How Do You Measure Up?

As we approach the end of the year most of us formally or informally, take some time to review current year and look towards the next. By now most large companies have completed next year’s budgets and established sales goals, and are probably are almost finished with updating their dashboards and report templates to be able to measure next year’s sales. Its good business and most would agree that drives achievement.

Then why, according to the 4th Annual Staples National Business Survey, did more than 80% of the 300 small business owners surveyed say they don’t keep track of their business goals, and 77% have yet to achieve their vision for their company?

With that statistic, it should be no real surprise that individuals have similar statistics. According to Dave Kohl, professor emeritus at Virginia Tech, 80% of Americans say they don’t have goals, 16% do have goals but don’t write them down, and fewer than 1% review them on an ongoing basis.

Why don’t small businesses and individuals create, write-down, and review goals regularly? I am fairly certain that it is not because small businesses and individuals look for ways to fail and not achieve success. I believe two words have the biggest impact on goals: structure and accountability.

Structure creates organization, helps establish a baseline of processes and systems, and allows a sense of the known. Humans are afraid of many things, but “the unknown” edges rank in the top three, according to Dr. Laura Markham who trained as a Clinical Psychologist at Columbia University. Reducing the “unknown” edges with structure fosters better communication, increase teamwork, and better decision-making. Having structure allows expectations to be clarified so that people take charge of their own activities and improves performance.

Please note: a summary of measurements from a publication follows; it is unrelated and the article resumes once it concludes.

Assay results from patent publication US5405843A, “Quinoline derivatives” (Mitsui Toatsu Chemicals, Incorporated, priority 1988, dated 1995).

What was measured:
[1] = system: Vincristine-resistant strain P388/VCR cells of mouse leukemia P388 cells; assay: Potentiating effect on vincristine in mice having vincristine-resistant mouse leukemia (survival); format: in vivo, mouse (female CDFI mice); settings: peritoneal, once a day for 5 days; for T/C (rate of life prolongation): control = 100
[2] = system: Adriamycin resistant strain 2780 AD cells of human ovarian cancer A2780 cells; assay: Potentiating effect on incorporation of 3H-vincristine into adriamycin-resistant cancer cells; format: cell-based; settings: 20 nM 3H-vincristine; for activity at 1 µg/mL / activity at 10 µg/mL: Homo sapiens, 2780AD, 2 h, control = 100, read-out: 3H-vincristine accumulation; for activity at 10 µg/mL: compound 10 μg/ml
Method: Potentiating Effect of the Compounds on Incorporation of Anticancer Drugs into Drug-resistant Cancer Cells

It is not difficult to acquire a skill, but it does require a degree of conscious effort. Accountability creates focused action, self-awareness and a connection to our surroundings. A Conference Board survey of American workers revealed that over half the American workforce does not feel engaged in their work. The results of this survey reported job satisfaction at 45 percent, its lowest level since 1987. How we demonstrate accountability in our daily lives essentially defines our relationships to every activity that occurs within our lives. Personal and organizational accountability is the foundational building block for every improvement effort and is always the underlying factor of success.

Psychology professor Dr. Gail Matthews found that people who wrote down their goals, shared this information with a friend, and sent weekly updates to that friend were on average 33% more successful in accomplishing their stated goals than those who merely formulated goals. Her study provides “empirical evidence for the effectiveness of three coaching tools: accountability, commitment and written goal”.

To have success, we need to create a structure where individuals and organizations can be accountable to themselves and those around them. We need a structure that is known and communicated consistently. Where we are “present” in the moment, focused on what is in front of us, and connected to those around us. We need time to reflect and dream. We need a plan that is written out, to make it real, that can measure our progress and change as we learn new information. Lastly, we need to share the plan with people who are connected to it. That allows people to be invested in the process and outcomes, find new solutions when we fall short, and celebrate the success. 

Leave a Reply

Your email address will not be published. Required fields are marked *